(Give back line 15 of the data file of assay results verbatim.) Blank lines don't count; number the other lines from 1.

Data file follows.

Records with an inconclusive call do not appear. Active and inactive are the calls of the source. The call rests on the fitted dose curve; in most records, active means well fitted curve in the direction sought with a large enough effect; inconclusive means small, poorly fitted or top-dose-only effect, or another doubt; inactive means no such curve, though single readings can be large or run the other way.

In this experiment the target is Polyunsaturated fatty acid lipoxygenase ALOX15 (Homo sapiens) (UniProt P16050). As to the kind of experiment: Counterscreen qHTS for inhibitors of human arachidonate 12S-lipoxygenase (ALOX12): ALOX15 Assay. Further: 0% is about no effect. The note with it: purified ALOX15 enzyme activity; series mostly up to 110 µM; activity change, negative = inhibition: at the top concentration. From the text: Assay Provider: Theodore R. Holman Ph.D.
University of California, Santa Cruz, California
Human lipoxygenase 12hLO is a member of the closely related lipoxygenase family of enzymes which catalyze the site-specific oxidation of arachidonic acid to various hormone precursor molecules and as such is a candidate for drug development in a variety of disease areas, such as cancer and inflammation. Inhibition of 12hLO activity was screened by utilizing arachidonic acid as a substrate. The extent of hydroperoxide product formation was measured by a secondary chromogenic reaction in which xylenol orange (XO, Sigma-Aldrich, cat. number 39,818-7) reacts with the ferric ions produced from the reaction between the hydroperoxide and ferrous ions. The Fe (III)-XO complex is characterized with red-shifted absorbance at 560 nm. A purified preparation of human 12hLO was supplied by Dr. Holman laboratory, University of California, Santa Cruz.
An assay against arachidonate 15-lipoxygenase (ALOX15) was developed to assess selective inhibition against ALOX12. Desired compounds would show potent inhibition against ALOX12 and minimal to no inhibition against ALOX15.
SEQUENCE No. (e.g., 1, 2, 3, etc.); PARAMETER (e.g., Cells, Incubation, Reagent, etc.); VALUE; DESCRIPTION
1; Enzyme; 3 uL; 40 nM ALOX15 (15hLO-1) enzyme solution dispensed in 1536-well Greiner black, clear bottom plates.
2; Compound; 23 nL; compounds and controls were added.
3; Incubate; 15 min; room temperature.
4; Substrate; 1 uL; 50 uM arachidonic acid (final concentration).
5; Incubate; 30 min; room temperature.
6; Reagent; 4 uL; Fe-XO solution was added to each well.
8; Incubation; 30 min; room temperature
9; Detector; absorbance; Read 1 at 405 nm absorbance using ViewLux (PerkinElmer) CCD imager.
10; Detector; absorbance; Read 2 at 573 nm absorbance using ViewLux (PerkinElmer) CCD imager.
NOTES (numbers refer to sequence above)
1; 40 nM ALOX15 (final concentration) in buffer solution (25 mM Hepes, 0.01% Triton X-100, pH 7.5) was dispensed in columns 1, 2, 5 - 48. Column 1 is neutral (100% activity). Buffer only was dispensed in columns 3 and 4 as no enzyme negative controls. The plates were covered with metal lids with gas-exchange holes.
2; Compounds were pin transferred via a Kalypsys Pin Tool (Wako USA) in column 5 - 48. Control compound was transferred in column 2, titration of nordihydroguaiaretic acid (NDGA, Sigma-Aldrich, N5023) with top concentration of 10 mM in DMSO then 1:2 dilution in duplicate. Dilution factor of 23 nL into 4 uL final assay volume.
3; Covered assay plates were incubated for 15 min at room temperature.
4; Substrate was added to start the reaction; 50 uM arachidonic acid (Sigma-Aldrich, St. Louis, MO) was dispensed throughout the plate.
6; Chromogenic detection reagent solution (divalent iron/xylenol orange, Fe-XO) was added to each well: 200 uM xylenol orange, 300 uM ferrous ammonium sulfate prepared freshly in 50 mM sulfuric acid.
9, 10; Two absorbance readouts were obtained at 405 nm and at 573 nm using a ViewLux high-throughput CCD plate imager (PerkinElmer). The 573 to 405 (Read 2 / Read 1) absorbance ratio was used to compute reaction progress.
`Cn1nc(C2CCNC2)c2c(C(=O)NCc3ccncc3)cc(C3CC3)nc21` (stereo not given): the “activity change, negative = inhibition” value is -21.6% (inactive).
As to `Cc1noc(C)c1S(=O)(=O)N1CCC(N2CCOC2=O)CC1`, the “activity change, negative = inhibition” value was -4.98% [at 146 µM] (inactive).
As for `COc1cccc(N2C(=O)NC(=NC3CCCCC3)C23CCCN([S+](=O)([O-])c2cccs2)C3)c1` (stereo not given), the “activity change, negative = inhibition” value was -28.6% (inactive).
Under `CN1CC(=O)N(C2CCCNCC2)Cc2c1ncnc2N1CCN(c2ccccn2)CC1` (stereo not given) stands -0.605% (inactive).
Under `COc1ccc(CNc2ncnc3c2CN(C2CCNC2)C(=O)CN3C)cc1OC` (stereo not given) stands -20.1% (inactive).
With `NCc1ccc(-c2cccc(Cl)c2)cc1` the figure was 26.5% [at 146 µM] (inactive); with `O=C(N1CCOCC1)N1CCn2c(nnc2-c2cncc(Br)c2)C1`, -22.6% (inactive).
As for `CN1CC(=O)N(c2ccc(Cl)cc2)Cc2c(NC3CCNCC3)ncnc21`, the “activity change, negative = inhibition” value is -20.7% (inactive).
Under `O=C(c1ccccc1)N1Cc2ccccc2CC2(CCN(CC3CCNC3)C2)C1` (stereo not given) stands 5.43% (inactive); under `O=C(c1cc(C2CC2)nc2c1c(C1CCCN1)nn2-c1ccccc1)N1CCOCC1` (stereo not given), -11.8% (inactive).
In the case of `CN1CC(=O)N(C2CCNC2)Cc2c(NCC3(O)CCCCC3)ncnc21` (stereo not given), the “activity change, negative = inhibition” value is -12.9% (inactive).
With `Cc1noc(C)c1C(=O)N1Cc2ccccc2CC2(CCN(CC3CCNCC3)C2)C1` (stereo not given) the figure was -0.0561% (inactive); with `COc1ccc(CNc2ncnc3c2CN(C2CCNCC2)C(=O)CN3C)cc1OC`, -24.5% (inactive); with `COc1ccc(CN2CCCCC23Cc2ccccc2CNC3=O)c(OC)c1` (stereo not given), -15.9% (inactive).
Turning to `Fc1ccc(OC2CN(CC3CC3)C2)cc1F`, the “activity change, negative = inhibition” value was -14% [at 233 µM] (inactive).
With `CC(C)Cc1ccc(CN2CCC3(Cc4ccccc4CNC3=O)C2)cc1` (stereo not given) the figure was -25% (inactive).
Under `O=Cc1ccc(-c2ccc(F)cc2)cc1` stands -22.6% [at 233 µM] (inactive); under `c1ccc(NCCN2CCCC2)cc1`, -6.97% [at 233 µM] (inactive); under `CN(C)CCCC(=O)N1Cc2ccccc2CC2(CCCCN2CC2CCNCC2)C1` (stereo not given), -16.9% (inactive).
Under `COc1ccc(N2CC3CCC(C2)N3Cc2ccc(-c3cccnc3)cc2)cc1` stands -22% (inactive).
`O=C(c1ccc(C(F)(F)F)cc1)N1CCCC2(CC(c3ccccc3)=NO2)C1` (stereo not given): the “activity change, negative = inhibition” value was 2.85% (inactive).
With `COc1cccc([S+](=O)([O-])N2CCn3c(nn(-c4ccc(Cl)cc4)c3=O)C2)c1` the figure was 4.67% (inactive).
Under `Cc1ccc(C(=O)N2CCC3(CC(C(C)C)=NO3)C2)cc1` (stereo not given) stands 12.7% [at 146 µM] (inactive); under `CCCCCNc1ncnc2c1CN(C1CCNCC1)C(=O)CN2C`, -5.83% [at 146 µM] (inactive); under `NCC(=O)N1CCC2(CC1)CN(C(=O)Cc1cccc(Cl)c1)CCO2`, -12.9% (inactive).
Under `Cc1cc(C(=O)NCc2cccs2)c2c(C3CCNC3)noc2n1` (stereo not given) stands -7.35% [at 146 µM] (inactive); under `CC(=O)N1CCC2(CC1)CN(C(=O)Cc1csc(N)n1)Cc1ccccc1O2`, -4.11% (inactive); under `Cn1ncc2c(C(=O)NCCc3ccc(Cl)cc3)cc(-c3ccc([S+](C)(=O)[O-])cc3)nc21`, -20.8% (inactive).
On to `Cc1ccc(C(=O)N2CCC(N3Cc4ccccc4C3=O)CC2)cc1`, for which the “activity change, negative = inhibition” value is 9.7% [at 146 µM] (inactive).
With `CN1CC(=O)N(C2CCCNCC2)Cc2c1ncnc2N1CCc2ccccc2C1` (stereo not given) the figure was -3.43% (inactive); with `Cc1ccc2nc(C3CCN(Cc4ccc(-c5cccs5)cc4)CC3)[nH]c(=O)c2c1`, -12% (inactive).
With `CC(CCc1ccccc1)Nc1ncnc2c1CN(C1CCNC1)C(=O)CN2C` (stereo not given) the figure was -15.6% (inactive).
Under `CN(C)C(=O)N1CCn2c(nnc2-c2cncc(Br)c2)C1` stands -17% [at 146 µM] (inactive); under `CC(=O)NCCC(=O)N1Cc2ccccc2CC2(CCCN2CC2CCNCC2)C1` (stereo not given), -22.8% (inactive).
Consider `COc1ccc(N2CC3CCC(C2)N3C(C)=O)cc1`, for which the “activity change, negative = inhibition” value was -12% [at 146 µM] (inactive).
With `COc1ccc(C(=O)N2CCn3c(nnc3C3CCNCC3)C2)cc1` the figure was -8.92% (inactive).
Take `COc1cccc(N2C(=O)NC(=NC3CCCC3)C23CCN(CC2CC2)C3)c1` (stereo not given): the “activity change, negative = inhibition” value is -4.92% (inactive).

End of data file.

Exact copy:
10; Detector; absorbance; Read 2 at 573 nm absorbance using ViewLux (PerkinElmer) CCD imager.